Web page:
1. The Sound Of Music
    I auditioned for this show as a child. My sister got the part. Devastation reigned. Still loved the movie, the soundtrack, the whole experience, Julie Andrews. This show was maybe my first cultural obsession, because before that audition came between us, my sister and I reenacted the whole thing with our stuffed animals and my dad filmed it all. Somehow.
  2. West Side Story
    My dad showed me the movie a bit too early, but by the end of middle school I was in love. It wasn't like I thought "this is the worlds most amazing love story" (Romeo and Juliet). It was like: this is a masterpiece. This is American classical music. The production history of WSS is fascinating. When they finally got to casting, they thought jeez we're never going to be able to find an ensemble that can sing AND dance AND act. As crazy as that sounds. In 1957 it just wasn't done. God Bless.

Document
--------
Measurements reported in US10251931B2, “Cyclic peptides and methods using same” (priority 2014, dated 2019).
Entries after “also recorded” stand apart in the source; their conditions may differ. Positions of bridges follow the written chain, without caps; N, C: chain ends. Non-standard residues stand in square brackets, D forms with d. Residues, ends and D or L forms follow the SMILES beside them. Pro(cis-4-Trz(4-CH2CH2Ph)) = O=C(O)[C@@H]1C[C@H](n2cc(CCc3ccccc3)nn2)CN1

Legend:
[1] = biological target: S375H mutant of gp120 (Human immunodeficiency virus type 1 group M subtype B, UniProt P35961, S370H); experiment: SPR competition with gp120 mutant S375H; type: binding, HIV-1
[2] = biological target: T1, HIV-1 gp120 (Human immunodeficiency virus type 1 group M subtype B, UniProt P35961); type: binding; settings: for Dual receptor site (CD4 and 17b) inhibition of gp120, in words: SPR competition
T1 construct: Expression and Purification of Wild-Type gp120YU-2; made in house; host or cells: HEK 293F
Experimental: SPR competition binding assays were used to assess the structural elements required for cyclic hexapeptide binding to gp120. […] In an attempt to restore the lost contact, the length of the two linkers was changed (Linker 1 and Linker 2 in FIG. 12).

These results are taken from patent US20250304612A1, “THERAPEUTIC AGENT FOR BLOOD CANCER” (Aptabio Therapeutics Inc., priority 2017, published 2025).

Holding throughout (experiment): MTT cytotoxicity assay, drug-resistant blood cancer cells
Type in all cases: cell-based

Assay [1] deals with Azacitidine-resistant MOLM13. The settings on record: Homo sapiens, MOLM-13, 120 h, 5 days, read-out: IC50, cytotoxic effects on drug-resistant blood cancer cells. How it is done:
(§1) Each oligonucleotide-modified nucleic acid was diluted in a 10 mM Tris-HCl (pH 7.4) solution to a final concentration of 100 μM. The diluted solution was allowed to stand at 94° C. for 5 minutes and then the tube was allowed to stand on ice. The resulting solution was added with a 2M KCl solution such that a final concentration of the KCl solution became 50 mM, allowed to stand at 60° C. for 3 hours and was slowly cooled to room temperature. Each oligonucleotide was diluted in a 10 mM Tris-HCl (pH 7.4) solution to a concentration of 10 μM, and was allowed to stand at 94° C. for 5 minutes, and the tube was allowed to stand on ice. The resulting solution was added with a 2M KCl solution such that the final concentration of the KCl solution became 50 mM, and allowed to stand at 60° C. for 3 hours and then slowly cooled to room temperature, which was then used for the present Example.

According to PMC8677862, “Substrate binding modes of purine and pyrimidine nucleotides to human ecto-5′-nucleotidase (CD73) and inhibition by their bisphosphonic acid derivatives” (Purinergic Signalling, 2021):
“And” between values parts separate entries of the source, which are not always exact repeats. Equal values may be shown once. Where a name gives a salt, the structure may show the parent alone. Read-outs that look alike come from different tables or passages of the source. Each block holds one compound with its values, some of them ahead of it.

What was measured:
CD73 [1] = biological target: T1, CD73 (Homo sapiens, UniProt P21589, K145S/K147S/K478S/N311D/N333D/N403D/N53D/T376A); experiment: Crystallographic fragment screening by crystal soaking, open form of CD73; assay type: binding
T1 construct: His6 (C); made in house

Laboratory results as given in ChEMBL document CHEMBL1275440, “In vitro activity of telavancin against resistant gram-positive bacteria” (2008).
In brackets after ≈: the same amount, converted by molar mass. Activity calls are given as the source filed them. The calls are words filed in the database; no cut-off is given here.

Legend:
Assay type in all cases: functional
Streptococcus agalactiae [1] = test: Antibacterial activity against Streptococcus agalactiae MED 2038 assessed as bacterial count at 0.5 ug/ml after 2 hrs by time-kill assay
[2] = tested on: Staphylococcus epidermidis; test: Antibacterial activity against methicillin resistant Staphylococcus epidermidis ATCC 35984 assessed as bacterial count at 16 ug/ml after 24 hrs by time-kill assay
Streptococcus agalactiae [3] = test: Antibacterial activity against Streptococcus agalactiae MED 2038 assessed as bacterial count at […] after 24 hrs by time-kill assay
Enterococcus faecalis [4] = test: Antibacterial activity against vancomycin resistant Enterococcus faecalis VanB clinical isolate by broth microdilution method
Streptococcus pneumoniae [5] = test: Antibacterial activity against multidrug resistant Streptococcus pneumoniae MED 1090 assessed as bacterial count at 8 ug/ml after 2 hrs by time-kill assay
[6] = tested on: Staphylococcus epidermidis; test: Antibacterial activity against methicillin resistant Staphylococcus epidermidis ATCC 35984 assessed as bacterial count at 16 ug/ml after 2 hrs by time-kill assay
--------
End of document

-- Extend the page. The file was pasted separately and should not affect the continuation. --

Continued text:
3. The Music Man
    Also premiered in 1957. Also a musical game changer. What this show does with rhythmic and melodic structure is astounding. You think you're in for this cheesy, folksy Oklahoma! kind of operation. But no. It's a well structured score that feels coherent. It's not standard after standard, solo after solo--much like Oklahoma! which came before it, or even Camelot which came after. This one had flow.
  4. Fiddler on the Roof
    A delightful and beautiful musical that is so specific and personal to me and many other Jewish theatre lovers. And yet Fiddler is also perfectly, expertly universal. I feel very lucky I got to perform in the ensemble as a little seventh grade Anatevka girl at my thoroughly un-Jewish middle/high school. Fiddler, amazingly, pops up everywhere in our culture: on Gilmore Girls, on Community, at everyone's wedding, in the musical fabric of In the Heights and many other shows. An eternal fave.
  5. A Chorus Line
    Kelly Bishop, first of all. Second of all, this show is my mother's favorite. The look she gets in her eye when A Chorus Line comes up in conversation is the same look I will have when talking about Hamilton in thirty years. This I know. A Chorus Line was that earth shattering musical for my mother when she was in her early twenties.